Long-Term Outcomes After Autograft Versus Homograft Aortic Root Replacement ln Adults With Aortic Valve Disease - Autograft Versus Homograft AVR

Description:

The goal of the trial was to evaluate aortic valve replacement (AVR) by autograft (Ross procedure) compared with homograft technique among patients with severe aortic valve disease.

Hypothesis:

Autograft AVR would be more effective in improving long-term survival.

Study Design

  • Randomized
  • Parallel

Patient Populations:

  • Patients 18-69 years of age with severe aortic valve disease

Number of enrollees: 228

Duration of follow-up: mean 10.2 years

Age: mean 38 years

Percentage female: 15%

New York Heart Association class: I 31%, II 45%, III 19%, and IV 5%

Exclusions:

  • Marfan’s syndrome
  • Rheumatoid arthritis
  • Reiter’s syndrome

Primary Endpoints:

  • Survival 10 years after surgery

Secondary Endpoints:

  • Reoperation for aortic or pulmonary valve disease

Drug/Procedures Used:

Patients undergoing AVR were randomized to aortic autograft (n = 116) versus aortic homograft (n = 112).

The autograft technique harvests the patient’s own pulmonary valve, which is then sewn into the aortic position, and a pulmonary homograft is sewn into the pulmonary position. Homograft technique prepares valves from human cadavers.

Principal Findings:

Overall, 228 patients were randomized. In the autograft group, the mean age was 38 years, 15% were women, mean body surface area was 1.9 m2, 17% were current smokers, and 17% had active or treated endocarditis. Indication for surgery: aortic stenosis in 28%, aortic regurgitation in 45%, mixed aortic stenosis/regurgitation in 27%, and thoracic aortic aneurysm in 2%. Forty-two percent of patients had previous intervention: homograft in 22%, mechanical or tissue prosthesis in 12%, aortic valve repair in 11%, or coarctation repair in 8%.

There was one perioperative death in the autograft group versus three in the homograft group (p = 0.62). Bypass time was 163 minutes versus 117 minutes (p < 0.0001), re-exploration for bleeding was 12% versus 4% (p = 0.041), sternal wound infection occurred in 4% versus 1% (p = 0.37), and median hospital stay was 9 days versus 9 days (p = 0.45), respectively.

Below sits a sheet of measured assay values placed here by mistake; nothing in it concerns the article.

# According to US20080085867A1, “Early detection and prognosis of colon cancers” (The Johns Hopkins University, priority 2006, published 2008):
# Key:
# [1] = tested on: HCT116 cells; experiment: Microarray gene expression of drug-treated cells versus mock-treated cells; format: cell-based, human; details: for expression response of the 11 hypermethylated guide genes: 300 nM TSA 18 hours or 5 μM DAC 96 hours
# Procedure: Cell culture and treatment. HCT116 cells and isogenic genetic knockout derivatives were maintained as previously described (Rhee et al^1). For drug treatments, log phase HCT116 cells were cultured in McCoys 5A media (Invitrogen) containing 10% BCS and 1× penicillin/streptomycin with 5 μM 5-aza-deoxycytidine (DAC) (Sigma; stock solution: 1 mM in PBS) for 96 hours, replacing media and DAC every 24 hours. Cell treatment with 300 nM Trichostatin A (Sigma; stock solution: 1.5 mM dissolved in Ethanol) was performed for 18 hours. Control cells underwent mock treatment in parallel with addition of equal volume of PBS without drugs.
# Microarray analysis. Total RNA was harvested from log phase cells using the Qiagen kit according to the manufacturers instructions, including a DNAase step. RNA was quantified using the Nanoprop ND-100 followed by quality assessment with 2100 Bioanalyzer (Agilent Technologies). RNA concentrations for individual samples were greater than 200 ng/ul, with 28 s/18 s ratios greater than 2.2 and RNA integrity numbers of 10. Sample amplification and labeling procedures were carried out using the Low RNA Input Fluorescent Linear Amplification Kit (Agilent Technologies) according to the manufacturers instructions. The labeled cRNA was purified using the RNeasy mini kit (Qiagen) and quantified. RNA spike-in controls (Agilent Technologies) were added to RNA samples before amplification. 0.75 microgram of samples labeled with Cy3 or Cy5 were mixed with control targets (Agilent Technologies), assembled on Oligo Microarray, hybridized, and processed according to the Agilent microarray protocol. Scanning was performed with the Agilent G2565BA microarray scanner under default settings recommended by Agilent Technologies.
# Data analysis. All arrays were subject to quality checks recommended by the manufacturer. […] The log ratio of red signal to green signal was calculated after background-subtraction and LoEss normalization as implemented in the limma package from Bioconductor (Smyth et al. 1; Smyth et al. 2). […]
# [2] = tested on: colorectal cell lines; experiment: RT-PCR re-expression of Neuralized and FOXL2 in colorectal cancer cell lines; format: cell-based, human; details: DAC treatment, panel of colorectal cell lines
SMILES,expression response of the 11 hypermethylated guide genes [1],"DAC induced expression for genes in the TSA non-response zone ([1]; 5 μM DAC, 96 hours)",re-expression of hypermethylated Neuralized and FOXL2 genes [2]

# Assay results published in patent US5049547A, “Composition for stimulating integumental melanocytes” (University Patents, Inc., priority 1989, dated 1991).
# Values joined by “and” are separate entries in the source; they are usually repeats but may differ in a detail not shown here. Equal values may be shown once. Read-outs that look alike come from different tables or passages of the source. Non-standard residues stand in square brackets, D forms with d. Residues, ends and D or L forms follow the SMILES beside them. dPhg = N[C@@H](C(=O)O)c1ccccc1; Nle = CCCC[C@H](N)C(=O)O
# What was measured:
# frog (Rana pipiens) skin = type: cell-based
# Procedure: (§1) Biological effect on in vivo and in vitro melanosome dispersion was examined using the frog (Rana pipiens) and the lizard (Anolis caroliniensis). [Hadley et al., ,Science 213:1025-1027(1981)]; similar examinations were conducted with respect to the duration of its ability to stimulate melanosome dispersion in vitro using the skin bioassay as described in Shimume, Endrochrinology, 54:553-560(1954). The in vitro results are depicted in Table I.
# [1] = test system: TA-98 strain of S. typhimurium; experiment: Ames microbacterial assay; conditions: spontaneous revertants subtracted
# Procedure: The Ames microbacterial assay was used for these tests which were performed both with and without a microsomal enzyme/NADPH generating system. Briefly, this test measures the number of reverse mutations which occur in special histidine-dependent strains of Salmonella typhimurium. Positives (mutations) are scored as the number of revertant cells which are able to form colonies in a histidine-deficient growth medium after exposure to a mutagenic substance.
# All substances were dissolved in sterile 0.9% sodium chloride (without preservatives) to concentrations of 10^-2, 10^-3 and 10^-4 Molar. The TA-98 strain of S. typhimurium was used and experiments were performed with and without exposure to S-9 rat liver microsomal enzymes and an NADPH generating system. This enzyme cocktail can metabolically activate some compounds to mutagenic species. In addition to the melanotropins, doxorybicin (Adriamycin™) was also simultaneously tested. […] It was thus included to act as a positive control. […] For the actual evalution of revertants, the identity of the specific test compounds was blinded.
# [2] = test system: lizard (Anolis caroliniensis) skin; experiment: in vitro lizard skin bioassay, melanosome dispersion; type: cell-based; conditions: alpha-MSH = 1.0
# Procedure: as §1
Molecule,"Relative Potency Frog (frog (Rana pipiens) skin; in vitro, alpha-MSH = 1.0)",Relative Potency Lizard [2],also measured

The primary outcome, survival at 10 years, was 97% in the autograft group versus 83% in the homograft group (p = 0.006). The proportion surviving in the autograft group was similar to an age- and sex-matched United Kingdom population. Freedom from aortic valve reoperation at 13 years was 99% versus 51% (p < 0.0003), and freedom from aortic or pulmonary valve reoperation was 94% versus 51% (p < 0.0001), respectively.

Interpretation:

Among patients with severe aortic valve disease, the autograft AVR (Ross procedure) was associated with improved long-term survival compared with the homograft AVR. Survival in the autograft group was similar to an age- and sex-matched United Kingdom cohort. Procedurally, patients in the autograft group experienced longer bypass time and more reoperation for bleeding; however, the duration of the hospital stay was the same in both groups. Autograft AVR was also associated with improved freedom from reoperation on the aortic valve or aortic/pulmonary valves. Future studies are needed that compare the autograft to mechanical or xenogenic bioprosthetic valves.

References:

El-Hamamsy I, Eryigit Z, Stevens LM, et al. Long-term outcomes after autograft versus homograft aortic root replacement in adults with aortic valve disease: a randomised controlled trial. Lancet 2010;Aug 3:[Epub ahead of print].

Clinical Topics: Cardiac Surgery, Congenital Heart Disease and Pediatric Cardiology, Vascular Medicine, Aortic Surgery, Cardiac Surgery and CHD & Pediatrics, Congenital Heart Disease, CHD & Pediatrics and Quality Improvement

Keywords: Heart Valve Prosthesis, Aortic Aneurysm, Thoracic, Follow-Up Studies, Heart Defects, Congenital, Allografts, Wound Infection, Pulmonary Valve, Length of Stay, Body Surface Area, Reoperation, Endocarditis, Cadaver, Autografts


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